2018 Mercedes-Benz G-Wagen revealed

FOLLOWING months of leaked photographs of camouflaged boxy wagons  in the bush, Mercedes-Benz has unveiled the 2018 G-Class wagon, which represents the biggest changes to the iconic off-roader in four decades.

The changes centre around a bigger body to allow a more accommodating cabin, lightweight panels to reduce mass, and a new, independent front suspension (IFS) to improve on-road dynamics without sacrificing any of the off-road ability the Gelandewagen has been famous for.

The familiar shape and door handles of the G-Wagen have been retained, but instantly noticeable are the more-rounded edges around the vehicle. Those familiar with the wagon will also notice the extra width in the rear door and windscreen. The new G is 53mm longer and 121mm wider than before, giving 38mm more shoulder and leg room in the front seats and 68mm more elbow room. Many people would think the G-Wagen was already big, but it was relatively small when compared to more modern vehicles in its class.

Aluminium has been used for the bonnet, front ’guards and doors and, when combined with specific metals in other parts of the vehicle and the lighter weight IFS, the G-Class has shed some 170kg, despite its bigger dimensions.

The switch from a live front axle to IFS raises alarms for off-road enthusiasts as, traditionally, IFS compromises ability in terrain where axle articulation and ground clearance are important. However, Benz assures us this won’t be the case with the G, and these images indicate more travel at the rear axle and adequate travel at the front. The current live-axle model doesn’t have great articulation to begin with, so the G-Wagen will continue to rely on its driver-activated front, rear and centre differential locks, as well as updated chassis electronics.

The new IFS utilises a double-wishbone design, where the arms are mounted directly to the ladder-chassis without an additional sub-frame. The attachment points for the lower wishbone to the chassis are in a Z-formation to keep them as high as possible, and ground clearance between the axles is now 241mm (6mm higher than the current live-axle model), while fording depth is 100mm higher at 700mm. The rear axle remains a live arrangement mounted on a parallel four-link set up, and coil springs are used all around.

The 2018 G was revealed at the Detroit Auto Show in G500 trim – the most popular model in the USA – with the new twin-turbo 4.0-litre petrol V8, which isn’t offered in Australia. Our G-Class allocation will start with the AMG version in the second half of 2018, expected to use a hot-rodded version of that same engine, with the more practical diesel-engine offerings to come later. We’ll know more about exactly what models we will be getting here in April, but it is predicted the diesel engine will be Benz’s new straight-six, replacing the venerable V6 that has served them so well in the past.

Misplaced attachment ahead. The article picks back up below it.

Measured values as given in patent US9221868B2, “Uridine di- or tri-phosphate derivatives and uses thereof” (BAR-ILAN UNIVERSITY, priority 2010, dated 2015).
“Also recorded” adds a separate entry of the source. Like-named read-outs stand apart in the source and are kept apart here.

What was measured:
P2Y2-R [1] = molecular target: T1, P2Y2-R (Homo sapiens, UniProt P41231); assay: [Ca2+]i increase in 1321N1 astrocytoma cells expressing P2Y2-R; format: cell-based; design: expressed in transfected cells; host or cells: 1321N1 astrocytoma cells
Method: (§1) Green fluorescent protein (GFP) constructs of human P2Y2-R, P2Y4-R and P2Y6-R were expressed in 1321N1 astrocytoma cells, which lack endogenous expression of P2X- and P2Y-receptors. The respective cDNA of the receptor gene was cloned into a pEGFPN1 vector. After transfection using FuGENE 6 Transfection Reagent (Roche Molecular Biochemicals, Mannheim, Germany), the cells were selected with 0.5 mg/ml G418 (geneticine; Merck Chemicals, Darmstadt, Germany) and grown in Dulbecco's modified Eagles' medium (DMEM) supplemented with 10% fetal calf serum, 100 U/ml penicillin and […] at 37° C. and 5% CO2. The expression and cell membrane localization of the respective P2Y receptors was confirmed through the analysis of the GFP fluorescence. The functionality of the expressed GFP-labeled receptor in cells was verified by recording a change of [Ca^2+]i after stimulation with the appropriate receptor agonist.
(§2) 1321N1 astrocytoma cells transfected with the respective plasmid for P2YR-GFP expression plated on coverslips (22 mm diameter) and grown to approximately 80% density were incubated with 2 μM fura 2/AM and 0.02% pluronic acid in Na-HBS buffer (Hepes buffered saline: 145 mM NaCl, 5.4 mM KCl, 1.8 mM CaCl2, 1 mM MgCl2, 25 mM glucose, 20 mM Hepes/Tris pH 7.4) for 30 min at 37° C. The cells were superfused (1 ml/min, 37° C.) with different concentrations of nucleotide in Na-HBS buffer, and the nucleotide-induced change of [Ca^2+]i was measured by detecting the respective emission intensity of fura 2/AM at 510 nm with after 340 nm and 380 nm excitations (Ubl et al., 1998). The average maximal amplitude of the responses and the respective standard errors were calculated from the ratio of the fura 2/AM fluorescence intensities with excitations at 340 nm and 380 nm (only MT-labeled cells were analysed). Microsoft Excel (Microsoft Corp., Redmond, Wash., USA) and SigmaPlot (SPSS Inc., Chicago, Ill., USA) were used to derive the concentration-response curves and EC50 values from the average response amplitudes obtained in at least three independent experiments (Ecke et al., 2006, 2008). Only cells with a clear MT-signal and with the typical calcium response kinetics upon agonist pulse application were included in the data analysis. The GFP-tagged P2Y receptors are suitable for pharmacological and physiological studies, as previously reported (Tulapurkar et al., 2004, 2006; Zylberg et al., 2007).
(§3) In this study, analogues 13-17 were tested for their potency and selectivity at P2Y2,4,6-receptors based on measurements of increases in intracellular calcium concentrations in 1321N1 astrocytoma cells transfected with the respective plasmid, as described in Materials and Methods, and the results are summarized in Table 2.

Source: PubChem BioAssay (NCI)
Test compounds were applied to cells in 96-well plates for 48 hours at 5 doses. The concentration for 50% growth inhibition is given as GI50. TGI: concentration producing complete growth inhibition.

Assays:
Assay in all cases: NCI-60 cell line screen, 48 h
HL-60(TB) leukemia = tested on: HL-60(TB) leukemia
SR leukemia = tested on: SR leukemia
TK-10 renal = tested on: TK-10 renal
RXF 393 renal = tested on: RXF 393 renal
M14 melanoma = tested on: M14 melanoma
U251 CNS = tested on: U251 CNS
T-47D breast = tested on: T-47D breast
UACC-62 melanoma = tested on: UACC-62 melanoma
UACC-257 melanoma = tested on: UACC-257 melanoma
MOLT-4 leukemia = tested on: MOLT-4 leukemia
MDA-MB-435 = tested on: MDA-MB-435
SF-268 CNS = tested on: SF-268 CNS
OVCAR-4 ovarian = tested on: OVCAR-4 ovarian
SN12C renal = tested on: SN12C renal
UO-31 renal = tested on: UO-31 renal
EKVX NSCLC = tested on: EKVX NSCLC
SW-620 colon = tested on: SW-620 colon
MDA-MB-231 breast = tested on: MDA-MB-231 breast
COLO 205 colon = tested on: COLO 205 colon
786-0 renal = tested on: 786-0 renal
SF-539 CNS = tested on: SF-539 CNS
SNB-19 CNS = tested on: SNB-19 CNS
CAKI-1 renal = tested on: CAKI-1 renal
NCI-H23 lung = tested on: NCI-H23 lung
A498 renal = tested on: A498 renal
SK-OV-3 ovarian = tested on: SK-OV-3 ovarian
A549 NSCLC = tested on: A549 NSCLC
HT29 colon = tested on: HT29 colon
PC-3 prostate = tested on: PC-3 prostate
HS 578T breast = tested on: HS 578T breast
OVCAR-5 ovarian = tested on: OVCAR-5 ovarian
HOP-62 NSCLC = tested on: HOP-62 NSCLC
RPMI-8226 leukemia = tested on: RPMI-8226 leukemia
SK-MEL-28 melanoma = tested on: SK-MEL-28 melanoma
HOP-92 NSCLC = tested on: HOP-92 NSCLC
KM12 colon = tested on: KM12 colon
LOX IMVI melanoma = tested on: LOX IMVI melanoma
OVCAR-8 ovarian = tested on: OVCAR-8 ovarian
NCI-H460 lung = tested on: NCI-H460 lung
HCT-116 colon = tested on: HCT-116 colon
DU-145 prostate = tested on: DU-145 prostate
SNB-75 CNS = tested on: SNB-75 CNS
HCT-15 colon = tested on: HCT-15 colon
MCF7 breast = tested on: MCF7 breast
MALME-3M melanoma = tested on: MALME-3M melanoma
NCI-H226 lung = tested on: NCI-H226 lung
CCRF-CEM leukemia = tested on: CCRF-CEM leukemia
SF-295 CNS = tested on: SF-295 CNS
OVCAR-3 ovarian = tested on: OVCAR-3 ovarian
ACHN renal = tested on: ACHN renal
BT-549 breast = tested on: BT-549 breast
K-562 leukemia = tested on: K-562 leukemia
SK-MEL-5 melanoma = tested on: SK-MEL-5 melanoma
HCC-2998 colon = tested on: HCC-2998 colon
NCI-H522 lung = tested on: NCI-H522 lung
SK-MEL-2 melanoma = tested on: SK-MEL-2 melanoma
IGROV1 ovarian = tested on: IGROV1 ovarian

A nine-speed automatic transmission will be used across the range, and the dual-range transfer case now has a deeper 2.93:1 low range ratio.

The new model has allowed more technology to be integrated into the 40-year-old vehicle. Electric-hydraulic-assisted rack-and-pinion steering replaces the old steering-box arrangement to improve the feel and turning circle but also allow driver aids such as automatic parking assist and adjustability, for a more sporting feel on-road and a slower feel off-road. The interior also has the latest electronic systems, and the new dash and its features are closely tied in with the latest E- and S-Class sedans.

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The G-Wagen will be available with Dynamic Select, which has driver-selectable modes for different driving styles: Comfort, Sport, Eco, Individual and G-modes, which each tailor the transmission, throttle, suspension, steering and exhaust sound to best suit the conditions. G-Mode is for off-road and is automatic whenever you select low range or lock the centre differential.

While these features are all based on the luxury 463 model G-Class, it hasn’t been confirmed what will become of the 461 G-Professional vehicles. It’s been suggested these workhorses may continue with the smaller body and live axles at each end, so there is hope for hard-headed G purists.

We can’t wait to drive the 2018 G-Class on Australian outback roads to see if it lives up to the legend the badge has established as Mercedes-Benz’s longest running model.

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